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A divorce not only terminates the legal and financial connection between the two individuals who had been married; it also affects extended family relationships. In some families, the bond formed between the children of the divorcing couple and their aunts, uncles, cousins or grandparents can be substantial. Of these relationships, only grandparental interests have any legal recognition in divorce, and only then to a limited extent.


If you are a parent interested in finding out about the grandparent visitation rights that your own parents or those of your spouse might obtain in your divorce, or if you are a grandparent whose relationship with your grandchildren is under threat, contact family law attorney James P. Sadler.   You’ll learn about the legal and practical considerations that affect your interests on either side of a grandparent rights issue and receive effective advocacy from an experienced and accomplished attorney.


Grandparent visitation rights are not freely granted. The opposition of one or both parents will often be enough to justify denial of the request. In order to present a strong case for visitation, the grandparent will need to show that a substantial relationship with the grandchild existed in the first place, and that the recognition of that relationship through formal access rights would be in the child’s best interests.





Even when that case can be established, the court needs to give careful consideration to the greater degree of legal protection to which the parent-child relationship itself is entitled. If it appears that grandparent visitation would interfere with parental authority or prerogatives, the court will probably not grant the grandparent a right of regular access. If the motivation for the parent’s opposition to the grandparent’s request is suspect, however, with little more behind it than a wish to punish the former spouse, then grandparent visitation will more likely be granted.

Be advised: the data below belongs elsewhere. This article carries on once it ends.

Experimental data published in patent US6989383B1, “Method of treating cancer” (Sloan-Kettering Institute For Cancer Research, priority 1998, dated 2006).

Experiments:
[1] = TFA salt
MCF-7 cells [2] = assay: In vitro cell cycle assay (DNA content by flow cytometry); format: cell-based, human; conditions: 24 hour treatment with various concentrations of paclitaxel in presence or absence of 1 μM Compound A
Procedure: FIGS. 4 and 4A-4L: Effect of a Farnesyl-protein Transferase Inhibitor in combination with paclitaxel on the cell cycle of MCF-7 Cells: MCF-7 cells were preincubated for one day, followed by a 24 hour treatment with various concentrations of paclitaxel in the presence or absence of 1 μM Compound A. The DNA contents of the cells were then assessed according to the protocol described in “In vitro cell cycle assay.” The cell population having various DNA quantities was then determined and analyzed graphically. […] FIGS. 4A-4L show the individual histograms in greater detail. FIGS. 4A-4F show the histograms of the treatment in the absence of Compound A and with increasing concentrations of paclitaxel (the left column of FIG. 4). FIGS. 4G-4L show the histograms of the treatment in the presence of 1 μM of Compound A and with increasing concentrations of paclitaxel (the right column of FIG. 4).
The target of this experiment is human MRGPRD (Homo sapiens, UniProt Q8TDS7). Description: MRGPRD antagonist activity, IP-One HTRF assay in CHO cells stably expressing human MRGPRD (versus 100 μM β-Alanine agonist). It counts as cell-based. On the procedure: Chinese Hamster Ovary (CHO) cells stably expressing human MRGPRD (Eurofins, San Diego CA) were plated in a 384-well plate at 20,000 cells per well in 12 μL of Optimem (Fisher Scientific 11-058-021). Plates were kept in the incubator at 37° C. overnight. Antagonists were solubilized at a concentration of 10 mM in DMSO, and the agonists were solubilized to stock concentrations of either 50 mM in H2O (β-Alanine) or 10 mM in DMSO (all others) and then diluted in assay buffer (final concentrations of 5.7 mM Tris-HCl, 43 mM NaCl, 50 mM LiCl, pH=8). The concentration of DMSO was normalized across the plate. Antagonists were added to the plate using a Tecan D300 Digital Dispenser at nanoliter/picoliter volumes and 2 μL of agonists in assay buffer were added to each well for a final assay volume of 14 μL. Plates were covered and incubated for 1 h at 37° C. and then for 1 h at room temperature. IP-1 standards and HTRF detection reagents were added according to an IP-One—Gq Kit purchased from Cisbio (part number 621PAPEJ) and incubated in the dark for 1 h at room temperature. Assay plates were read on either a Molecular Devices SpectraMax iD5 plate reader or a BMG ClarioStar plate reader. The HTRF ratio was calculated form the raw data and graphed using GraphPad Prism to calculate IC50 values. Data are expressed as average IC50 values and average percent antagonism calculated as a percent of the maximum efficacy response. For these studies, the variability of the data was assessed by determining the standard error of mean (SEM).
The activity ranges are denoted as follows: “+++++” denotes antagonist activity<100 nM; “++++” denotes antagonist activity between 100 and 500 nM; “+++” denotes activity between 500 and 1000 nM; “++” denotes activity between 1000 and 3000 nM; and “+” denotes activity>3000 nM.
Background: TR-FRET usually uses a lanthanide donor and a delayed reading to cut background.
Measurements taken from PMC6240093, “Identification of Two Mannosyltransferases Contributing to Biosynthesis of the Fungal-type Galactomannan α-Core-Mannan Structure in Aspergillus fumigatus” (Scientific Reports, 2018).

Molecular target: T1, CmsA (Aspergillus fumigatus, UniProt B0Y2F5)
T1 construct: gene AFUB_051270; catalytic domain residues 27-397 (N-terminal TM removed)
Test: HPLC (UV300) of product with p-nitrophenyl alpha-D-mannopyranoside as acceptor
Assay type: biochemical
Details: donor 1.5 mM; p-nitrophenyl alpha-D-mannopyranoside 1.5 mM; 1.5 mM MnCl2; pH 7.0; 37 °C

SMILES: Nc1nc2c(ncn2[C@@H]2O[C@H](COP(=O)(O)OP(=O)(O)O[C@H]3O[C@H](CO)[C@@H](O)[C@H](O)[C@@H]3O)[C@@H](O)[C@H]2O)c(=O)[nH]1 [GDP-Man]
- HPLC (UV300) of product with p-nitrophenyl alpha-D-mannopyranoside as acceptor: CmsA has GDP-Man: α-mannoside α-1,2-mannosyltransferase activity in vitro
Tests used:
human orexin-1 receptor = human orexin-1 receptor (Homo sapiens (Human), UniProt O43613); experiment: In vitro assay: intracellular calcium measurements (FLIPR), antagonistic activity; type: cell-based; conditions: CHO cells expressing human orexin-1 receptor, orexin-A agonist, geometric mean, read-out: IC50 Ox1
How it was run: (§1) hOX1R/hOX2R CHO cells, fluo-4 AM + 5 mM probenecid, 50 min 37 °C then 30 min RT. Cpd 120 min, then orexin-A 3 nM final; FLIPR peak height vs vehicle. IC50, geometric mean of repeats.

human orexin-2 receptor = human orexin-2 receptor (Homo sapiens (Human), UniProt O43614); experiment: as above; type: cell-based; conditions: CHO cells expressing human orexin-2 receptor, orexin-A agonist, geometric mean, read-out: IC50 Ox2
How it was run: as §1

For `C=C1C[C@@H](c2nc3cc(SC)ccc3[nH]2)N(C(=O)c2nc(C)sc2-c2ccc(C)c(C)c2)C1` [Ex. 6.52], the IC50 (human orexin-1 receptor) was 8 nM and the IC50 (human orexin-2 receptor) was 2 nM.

Mr. Sadler also advises parents and grandparents in child custody cases that present a different set of legal and practical challenges. If a sole or joint managing conservator with primary physical custody of a child is, for whatever reason, no longer able to provide a safe or stable home, grandparent custody is often the best available solution. Our law firm can advise you about the legal and procedural factors that can lead to a positive outcome under this range of circumstances.


For more information about our experience with the complex considerations and strategies that can affect access and custody questions across multiple generations in a Texas divorce, contact us at (325) 227-6738 for a confidential consultation.

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